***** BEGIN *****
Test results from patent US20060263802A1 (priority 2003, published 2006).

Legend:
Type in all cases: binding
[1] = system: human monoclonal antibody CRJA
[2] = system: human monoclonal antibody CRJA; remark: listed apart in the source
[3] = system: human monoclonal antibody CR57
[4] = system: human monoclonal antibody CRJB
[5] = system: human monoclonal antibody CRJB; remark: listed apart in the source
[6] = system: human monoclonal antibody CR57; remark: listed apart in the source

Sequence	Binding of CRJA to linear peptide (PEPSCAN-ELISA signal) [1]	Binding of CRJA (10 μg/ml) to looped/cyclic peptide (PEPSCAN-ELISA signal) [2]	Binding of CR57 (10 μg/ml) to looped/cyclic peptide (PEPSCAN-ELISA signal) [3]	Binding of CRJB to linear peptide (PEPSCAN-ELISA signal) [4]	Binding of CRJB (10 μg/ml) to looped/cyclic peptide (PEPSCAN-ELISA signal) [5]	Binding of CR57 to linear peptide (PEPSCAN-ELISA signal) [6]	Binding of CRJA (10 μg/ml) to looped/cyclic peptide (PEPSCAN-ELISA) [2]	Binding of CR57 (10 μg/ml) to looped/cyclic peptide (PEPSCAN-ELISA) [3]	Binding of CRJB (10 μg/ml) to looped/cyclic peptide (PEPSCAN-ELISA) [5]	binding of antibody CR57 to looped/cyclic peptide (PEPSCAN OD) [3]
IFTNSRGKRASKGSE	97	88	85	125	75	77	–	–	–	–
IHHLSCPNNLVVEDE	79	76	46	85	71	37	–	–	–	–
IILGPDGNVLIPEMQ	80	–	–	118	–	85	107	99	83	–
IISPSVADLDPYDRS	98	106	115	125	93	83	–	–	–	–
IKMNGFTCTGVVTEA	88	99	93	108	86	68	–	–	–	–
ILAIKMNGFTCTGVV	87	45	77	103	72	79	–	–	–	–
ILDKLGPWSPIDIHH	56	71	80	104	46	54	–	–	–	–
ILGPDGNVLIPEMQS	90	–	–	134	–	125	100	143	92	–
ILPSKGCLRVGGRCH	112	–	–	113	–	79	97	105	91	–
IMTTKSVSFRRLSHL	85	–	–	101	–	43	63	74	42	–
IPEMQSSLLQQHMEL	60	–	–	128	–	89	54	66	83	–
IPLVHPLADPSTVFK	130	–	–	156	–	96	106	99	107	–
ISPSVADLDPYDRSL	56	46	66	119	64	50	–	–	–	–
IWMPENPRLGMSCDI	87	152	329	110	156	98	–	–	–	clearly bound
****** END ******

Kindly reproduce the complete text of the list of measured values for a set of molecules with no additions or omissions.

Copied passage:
Test results from patent US20060263802A1 (priority 2003, published 2006).

Legend:
Type in all cases: binding
[1] = system: human monoclonal antibody CRJA
[2] = system: human monoclonal antibody CRJA; remark: listed apart in the source
[3] = system: human monoclonal antibody CR57
[4] = system: human monoclonal antibody CRJB
[5] = system: human monoclonal antibody CRJB; remark: listed apart in the source
[6] = system: human monoclonal antibody CR57; remark: listed apart in the source

Sequence	Binding of CRJA to linear peptide (PEPSCAN-ELISA signal) [1]	Binding of CRJA (10 μg/ml) to looped/cyclic peptide (PEPSCAN-ELISA signal) [2]	Binding of CR57 (10 μg/ml) to looped/cyclic peptide (PEPSCAN-ELISA signal) [3]	Binding of CRJB to linear peptide (PEPSCAN-ELISA signal) [4]	Binding of CRJB (10 μg/ml) to looped/cyclic peptide (PEPSCAN-ELISA signal) [5]	Binding of CR57 to linear peptide (PEPSCAN-ELISA signal) [6]	Binding of CRJA (10 μg/ml) to looped/cyclic peptide (PEPSCAN-ELISA) [2]	Binding of CR57 (10 μg/ml) to looped/cyclic peptide (PEPSCAN-ELISA) [3]	Binding of CRJB (10 μg/ml) to looped/cyclic peptide (PEPSCAN-ELISA) [5]	binding of antibody CR57 to looped/cyclic peptide (PEPSCAN OD) [3]
IFTNSRGKRASKGSE	97	88	85	125	75	77	–	–	–	–
IHHLSCPNNLVVEDE	79	76	46	85	71	37	–	–	–	–
IILGPDGNVLIPEMQ	80	–	–	118	–	85	107	99	83	–
IISPSVADLDPYDRS	98	106	115	125	93	83	–	–	–	–
IKMNGFTCTGVVTEA	88	99	93	108	86	68	–	–	–	–
ILAIKMNGFTCTGVV	87	45	77	103	72	79	–	–	–	–
ILDKLGPWSPIDIHH	56	71	80	104	46	54	–	–	–	–
ILGPDGNVLIPEMQS	90	–	–	134	–	125	100	143	92	–
ILPSKGCLRVGGRCH	112	–	–	113	–	79	97	105	91	–
IMTTKSVSFRRLSHL	85	–	–	101	–	43	63	74	42	–
IPEMQSSLLQQHMEL	60	–	–	128	–	89	54	66	83	–
IPLVHPLADPSTVFK	130	–	–	156	–	96	106	99	107	–
ISPSVADLDPYDRSL	56	46	66	119	64	50	–	–	–	–
IWMPENPRLGMSCDI	87	152	329	110	156	98	–	–	–	clearly bound